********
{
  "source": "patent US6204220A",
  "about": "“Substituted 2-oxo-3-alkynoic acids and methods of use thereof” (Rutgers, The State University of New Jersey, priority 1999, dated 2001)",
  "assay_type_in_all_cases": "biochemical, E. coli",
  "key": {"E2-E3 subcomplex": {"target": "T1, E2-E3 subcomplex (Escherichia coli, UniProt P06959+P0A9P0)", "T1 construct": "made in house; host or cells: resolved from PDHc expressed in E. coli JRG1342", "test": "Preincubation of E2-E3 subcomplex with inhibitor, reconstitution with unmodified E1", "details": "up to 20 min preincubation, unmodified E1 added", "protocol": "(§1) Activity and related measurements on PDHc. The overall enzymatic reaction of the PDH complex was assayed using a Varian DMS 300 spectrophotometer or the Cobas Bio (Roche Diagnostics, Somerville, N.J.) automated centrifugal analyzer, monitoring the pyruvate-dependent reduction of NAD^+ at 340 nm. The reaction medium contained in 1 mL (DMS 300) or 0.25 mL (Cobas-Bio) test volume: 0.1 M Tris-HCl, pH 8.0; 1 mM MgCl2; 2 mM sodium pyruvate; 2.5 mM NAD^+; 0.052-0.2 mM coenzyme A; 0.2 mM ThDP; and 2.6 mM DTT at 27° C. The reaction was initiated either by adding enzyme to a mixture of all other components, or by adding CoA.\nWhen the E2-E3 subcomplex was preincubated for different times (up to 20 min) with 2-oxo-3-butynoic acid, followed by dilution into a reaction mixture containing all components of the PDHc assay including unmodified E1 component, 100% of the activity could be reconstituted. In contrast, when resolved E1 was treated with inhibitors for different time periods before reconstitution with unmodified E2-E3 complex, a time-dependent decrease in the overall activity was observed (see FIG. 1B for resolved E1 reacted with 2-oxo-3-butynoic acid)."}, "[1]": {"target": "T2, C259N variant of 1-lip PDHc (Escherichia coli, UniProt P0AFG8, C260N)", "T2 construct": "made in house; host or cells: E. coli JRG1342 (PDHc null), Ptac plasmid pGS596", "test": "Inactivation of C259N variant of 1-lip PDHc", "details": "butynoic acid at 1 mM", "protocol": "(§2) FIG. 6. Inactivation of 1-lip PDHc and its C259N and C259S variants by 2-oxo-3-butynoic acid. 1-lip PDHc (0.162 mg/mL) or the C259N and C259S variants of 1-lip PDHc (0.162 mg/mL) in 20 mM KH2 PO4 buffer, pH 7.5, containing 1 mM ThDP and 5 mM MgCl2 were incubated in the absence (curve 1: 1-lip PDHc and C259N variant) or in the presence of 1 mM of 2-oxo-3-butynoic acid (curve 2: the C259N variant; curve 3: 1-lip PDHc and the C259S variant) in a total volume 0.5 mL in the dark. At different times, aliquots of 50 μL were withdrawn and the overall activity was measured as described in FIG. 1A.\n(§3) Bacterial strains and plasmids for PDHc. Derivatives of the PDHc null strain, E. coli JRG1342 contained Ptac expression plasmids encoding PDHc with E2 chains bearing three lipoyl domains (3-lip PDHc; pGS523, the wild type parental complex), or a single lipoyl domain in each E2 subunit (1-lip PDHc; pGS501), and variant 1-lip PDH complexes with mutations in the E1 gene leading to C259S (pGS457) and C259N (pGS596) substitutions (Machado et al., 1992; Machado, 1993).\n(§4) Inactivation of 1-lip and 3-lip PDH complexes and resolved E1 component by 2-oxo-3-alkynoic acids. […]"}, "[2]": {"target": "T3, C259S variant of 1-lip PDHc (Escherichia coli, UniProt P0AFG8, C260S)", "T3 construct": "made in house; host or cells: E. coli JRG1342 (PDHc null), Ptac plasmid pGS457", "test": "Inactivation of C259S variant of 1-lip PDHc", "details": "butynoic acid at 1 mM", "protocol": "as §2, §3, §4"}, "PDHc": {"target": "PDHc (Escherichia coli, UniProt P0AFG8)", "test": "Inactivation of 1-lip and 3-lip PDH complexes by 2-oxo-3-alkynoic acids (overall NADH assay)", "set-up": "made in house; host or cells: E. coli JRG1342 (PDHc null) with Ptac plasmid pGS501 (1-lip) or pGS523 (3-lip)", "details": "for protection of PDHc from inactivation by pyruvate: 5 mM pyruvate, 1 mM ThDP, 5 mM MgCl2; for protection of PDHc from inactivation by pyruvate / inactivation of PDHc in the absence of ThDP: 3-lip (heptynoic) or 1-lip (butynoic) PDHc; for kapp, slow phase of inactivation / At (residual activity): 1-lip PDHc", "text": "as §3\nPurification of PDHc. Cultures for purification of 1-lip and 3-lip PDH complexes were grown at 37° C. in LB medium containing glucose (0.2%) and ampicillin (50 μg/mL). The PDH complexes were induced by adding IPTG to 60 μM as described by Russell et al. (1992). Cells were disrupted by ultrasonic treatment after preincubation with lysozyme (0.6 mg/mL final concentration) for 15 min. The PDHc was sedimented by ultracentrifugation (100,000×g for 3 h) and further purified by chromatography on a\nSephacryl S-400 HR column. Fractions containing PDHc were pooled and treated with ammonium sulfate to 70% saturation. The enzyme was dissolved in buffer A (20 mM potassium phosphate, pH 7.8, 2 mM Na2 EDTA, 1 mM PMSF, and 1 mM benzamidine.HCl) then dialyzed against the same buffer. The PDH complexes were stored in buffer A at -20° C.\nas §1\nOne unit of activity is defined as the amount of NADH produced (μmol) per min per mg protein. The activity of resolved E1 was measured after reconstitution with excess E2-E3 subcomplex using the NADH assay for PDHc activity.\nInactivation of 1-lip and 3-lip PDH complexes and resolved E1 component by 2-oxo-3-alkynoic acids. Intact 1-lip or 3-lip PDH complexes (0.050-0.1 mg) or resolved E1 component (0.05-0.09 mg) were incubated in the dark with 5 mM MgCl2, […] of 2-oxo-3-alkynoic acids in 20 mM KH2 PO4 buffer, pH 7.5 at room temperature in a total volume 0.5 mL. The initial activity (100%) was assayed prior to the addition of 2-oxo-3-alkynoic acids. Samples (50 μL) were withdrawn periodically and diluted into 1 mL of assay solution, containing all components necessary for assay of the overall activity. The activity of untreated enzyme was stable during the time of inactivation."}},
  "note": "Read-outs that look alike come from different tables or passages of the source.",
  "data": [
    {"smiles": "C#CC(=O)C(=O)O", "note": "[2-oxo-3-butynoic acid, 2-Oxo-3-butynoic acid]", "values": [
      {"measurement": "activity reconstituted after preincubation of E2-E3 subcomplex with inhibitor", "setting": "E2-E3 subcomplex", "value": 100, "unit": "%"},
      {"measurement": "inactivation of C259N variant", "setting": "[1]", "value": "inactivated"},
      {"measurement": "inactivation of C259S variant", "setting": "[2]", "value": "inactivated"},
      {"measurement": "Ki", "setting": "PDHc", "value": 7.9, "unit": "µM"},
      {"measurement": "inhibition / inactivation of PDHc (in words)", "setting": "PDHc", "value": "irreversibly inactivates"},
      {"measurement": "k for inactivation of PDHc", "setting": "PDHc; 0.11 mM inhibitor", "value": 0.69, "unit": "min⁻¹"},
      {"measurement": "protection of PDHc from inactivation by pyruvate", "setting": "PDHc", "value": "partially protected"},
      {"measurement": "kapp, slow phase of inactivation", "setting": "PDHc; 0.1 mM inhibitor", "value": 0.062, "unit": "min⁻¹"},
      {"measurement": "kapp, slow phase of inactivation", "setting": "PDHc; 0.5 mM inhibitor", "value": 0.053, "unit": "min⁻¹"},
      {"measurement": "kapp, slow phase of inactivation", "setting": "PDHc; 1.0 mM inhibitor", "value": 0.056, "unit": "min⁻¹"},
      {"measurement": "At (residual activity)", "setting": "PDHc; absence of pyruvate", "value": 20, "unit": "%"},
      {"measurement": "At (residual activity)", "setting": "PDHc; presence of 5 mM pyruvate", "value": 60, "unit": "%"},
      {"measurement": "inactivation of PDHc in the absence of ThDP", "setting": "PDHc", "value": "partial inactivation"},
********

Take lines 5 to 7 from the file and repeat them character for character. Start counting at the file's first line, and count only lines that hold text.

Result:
  "key": {"E2-E3 subcomplex": {"target": "T1, E2-E3 subcomplex (Escherichia coli, UniProt P06959+P0A9P0)", "T1 construct": "made in house; host or cells: resolved from PDHc expressed in E. coli JRG1342", "test": "Preincubation of E2-E3 subcomplex with inhibitor, reconstitution with unmodified E1", "details": "up to 20 min preincubation, unmodified E1 added", "protocol": "(§1) Activity and related measurements on PDHc. The overall enzymatic reaction of the PDH complex was assayed using a Varian DMS 300 spectrophotometer or the Cobas Bio (Roche Diagnostics, Somerville, N.J.) automated centrifugal analyzer, monitoring the pyruvate-dependent reduction of NAD^+ at 340 nm. The reaction medium contained in 1 mL (DMS 300) or 0.25 mL (Cobas-Bio) test volume: 0.1 M Tris-HCl, pH 8.0; 1 mM MgCl2; 2 mM sodium pyruvate; 2.5 mM NAD^+; 0.052-0.2 mM coenzyme A; 0.2 mM ThDP; and 2.6 mM DTT at 27° C. The reaction was initiated either by adding enzyme to a mixture of all other components, or by adding CoA.\nWhen the E2-E3 subcomplex was preincubated for different times (up to 20 min) with 2-oxo-3-butynoic acid, followed by dilution into a reaction mixture containing all components of the PDHc assay including unmodified E1 component, 100% of the activity could be reconstituted. In contrast, when resolved E1 was treated with inhibitors for different time periods before reconstitution with unmodified E2-E3 complex, a time-dependent decrease in the overall activity was observed (see FIG. 1B for resolved E1 reacted with 2-oxo-3-butynoic acid)."}, "[1]": {"target": "T2, C259N variant of 1-lip PDHc (Escherichia coli, UniProt P0AFG8, C260N)", "T2 construct": "made in house; host or cells: E. coli JRG1342 (PDHc null), Ptac plasmid pGS596", "test": "Inactivation of C259N variant of 1-lip PDHc", "details": "butynoic acid at 1 mM", "protocol": "(§2) FIG. 6. Inactivation of 1-lip PDHc and its C259N and C259S variants by 2-oxo-3-butynoic acid. 1-lip PDHc (0.162 mg/mL) or the C259N and C259S variants of 1-lip PDHc (0.162 mg/mL) in 20 mM KH2 PO4 buffer, pH 7.5, containing 1 mM ThDP and 5 mM MgCl2 were incubated in the absence (curve 1: 1-lip PDHc and C259N variant) or in the presence of 1 mM of 2-oxo-3-butynoic acid (curve 2: the C259N variant; curve 3: 1-lip PDHc and the C259S variant) in a total volume 0.5 mL in the dark. At different times, aliquots of 50 μL were withdrawn and the overall activity was measured as described in FIG. 1A.\n(§3) Bacterial strains and plasmids for PDHc. Derivatives of the PDHc null strain, E. coli JRG1342 contained Ptac expression plasmids encoding PDHc with E2 chains bearing three lipoyl domains (3-lip PDHc; pGS523, the wild type parental complex), or a single lipoyl domain in each E2 subunit (1-lip PDHc; pGS501), and variant 1-lip PDH complexes with mutations in the E1 gene leading to C259S (pGS457) and C259N (pGS596) substitutions (Machado et al., 1992; Machado, 1993).\n(§4) Inactivation of 1-lip and 3-lip PDH complexes and resolved E1 component by 2-oxo-3-alkynoic acids. […]"}, "[2]": {"target": "T3, C259S variant of 1-lip PDHc (Escherichia coli, UniProt P0AFG8, C260S)", "T3 construct": "made in house; host or cells: E. coli JRG1342 (PDHc null), Ptac plasmid pGS457", "test": "Inactivation of C259S variant of 1-lip PDHc", "details": "butynoic acid at 1 mM", "protocol": "as §2, §3, §4"}, "PDHc": {"target": "PDHc (Escherichia coli, UniProt P0AFG8)", "test": "Inactivation of 1-lip and 3-lip PDH complexes by 2-oxo-3-alkynoic acids (overall NADH assay)", "set-up": "made in house; host or cells: E. coli JRG1342 (PDHc null) with Ptac plasmid pGS501 (1-lip) or pGS523 (3-lip)", "details": "for protection of PDHc from inactivation by pyruvate: 5 mM pyruvate, 1 mM ThDP, 5 mM MgCl2; for protection of PDHc from inactivation by pyruvate / inactivation of PDHc in the absence of ThDP: 3-lip (heptynoic) or 1-lip (butynoic) PDHc; for kapp, slow phase of inactivation / At (residual activity): 1-lip PDHc", "text": "as §3\nPurification of PDHc. Cultures for purification of 1-lip and 3-lip PDH complexes were grown at 37° C. in LB medium containing glucose (0.2%) and ampicillin (50 μg/mL). The PDH complexes were induced by adding IPTG to 60 μM as described by Russell et al. (1992). Cells were disrupted by ultrasonic treatment after preincubation with lysozyme (0.6 mg/mL final concentration) for 15 min. The PDHc was sedimented by ultracentrifugation (100,000×g for 3 h) and further purified by chromatography on a\nSephacryl S-400 HR column. Fractions containing PDHc were pooled and treated with ammonium sulfate to 70% saturation. The enzyme was dissolved in buffer A (20 mM potassium phosphate, pH 7.8, 2 mM Na2 EDTA, 1 mM PMSF, and 1 mM benzamidine.HCl) then dialyzed against the same buffer. The PDH complexes were stored in buffer A at -20° C.\nas §1\nOne unit of activity is defined as the amount of NADH produced (μmol) per min per mg protein. The activity of resolved E1 was measured after reconstitution with excess E2-E3 subcomplex using the NADH assay for PDHc activity.\nInactivation of 1-lip and 3-lip PDH complexes and resolved E1 component by 2-oxo-3-alkynoic acids. Intact 1-lip or 3-lip PDH complexes (0.050-0.1 mg) or resolved E1 component (0.05-0.09 mg) were incubated in the dark with 5 mM MgCl2, […] of 2-oxo-3-alkynoic acids in 20 mM KH2 PO4 buffer, pH 7.5 at room temperature in a total volume 0.5 mL. The initial activity (100%) was assayed prior to the addition of 2-oxo-3-alkynoic acids. Samples (50 μL) were withdrawn periodically and diluted into 1 mL of assay solution, containing all components necessary for assay of the overall activity. The activity of untreated enzyme was stable during the time of inactivation."}},
  "note": "Read-outs that look alike come from different tables or passages of the source.",
  "data": [